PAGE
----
Tuesday, July 5, 2011

Suds & Surveys

I sent out a survey this morning! My very first data collection instrument for my PhD dissertation. It was a very exciting moment (or really, hours worth of moments, as I had to manually email each request)! Now the problem is something inside me keeps thinking that at any moment I will receive more responses to my survey. So this has been my day so far: type a few sentences, check my survey website, write an email, check my survey website, type up an agenda for this weekend's training session, check my survey website, get a drink of water, check my survey website . . . you get the picture. But so far I only have one measly response! I know that very soon (and perhaps several reminder emails later) all that will change, but right now the one response just looks so sad and forlorn on my screen. Which is why I decided to do the dishes instead of looking at it.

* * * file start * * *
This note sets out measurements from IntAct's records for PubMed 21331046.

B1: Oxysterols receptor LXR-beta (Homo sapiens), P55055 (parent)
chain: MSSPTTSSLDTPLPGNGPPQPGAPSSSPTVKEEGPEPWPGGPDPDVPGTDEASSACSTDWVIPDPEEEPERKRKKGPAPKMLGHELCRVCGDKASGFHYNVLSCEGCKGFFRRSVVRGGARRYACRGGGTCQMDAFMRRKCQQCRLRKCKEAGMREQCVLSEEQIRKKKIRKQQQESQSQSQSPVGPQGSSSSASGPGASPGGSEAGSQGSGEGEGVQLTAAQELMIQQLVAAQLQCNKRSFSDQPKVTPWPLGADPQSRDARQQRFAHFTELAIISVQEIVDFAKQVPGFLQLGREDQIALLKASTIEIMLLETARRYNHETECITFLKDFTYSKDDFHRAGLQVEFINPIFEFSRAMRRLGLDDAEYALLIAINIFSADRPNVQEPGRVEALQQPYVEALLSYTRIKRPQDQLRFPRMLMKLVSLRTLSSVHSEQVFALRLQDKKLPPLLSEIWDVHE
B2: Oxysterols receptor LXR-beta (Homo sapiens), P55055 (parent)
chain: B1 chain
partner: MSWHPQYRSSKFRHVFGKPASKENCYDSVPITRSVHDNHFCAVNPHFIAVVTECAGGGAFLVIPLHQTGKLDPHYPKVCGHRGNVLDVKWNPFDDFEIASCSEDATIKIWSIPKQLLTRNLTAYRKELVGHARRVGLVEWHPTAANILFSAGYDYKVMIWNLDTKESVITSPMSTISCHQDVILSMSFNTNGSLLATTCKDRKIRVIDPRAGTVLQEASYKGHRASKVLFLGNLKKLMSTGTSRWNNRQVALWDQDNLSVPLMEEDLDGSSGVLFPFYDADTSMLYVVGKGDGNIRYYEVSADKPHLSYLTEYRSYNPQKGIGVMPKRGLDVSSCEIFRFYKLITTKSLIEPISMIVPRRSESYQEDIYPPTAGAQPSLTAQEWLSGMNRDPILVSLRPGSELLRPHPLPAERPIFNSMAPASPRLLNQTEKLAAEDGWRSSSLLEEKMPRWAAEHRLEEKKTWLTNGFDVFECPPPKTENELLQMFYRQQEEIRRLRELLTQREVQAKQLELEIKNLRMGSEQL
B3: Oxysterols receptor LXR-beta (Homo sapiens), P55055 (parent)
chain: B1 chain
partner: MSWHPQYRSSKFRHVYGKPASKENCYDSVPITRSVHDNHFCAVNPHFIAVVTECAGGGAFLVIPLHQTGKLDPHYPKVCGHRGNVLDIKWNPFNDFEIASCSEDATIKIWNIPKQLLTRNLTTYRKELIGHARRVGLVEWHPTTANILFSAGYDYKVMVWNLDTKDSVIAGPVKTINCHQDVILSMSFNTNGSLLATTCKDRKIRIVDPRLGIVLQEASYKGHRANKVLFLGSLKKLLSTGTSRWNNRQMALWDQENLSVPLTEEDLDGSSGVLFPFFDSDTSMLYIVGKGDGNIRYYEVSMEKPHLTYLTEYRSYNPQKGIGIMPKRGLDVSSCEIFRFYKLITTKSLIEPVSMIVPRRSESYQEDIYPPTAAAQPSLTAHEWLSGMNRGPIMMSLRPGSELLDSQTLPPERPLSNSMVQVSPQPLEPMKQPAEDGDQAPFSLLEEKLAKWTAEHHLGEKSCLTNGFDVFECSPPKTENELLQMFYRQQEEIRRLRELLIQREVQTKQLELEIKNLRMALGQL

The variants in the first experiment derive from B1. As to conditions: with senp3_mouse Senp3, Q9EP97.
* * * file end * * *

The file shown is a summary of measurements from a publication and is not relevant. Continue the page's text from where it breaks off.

Question - If the whole point of a barbecue is to keep the mess outside, why are there are always 10 times more dishes left in my sink than when I cook a regular meal?? Not that I'm complaining. I was the one that wanted to barbecue in the first place, and sometimes I (secretly) enjoy doing the dishes as a break in my day, but still!!!

I've decided I need to brush up on my Australian English - otherwise I may not understand a word that's being spoken once I get there!

This is how "Barbecue" is pronounced in Australia, courtesy of Forvo.com - click to listen:

Baahbecue  . . . very similar. I'll be fine on the grilling front.

However, I've been looking at: Koala Net's Australian Slang page, and the differences seem dizzying, though I am not sure how widely used some of these phrases are. For example, is a teapot really a "Billy" ?? As an avid tea drinker this will be a critical piece of my vocabulary! And if a "jug" is an electric tea kettle, then what do you call a jug?

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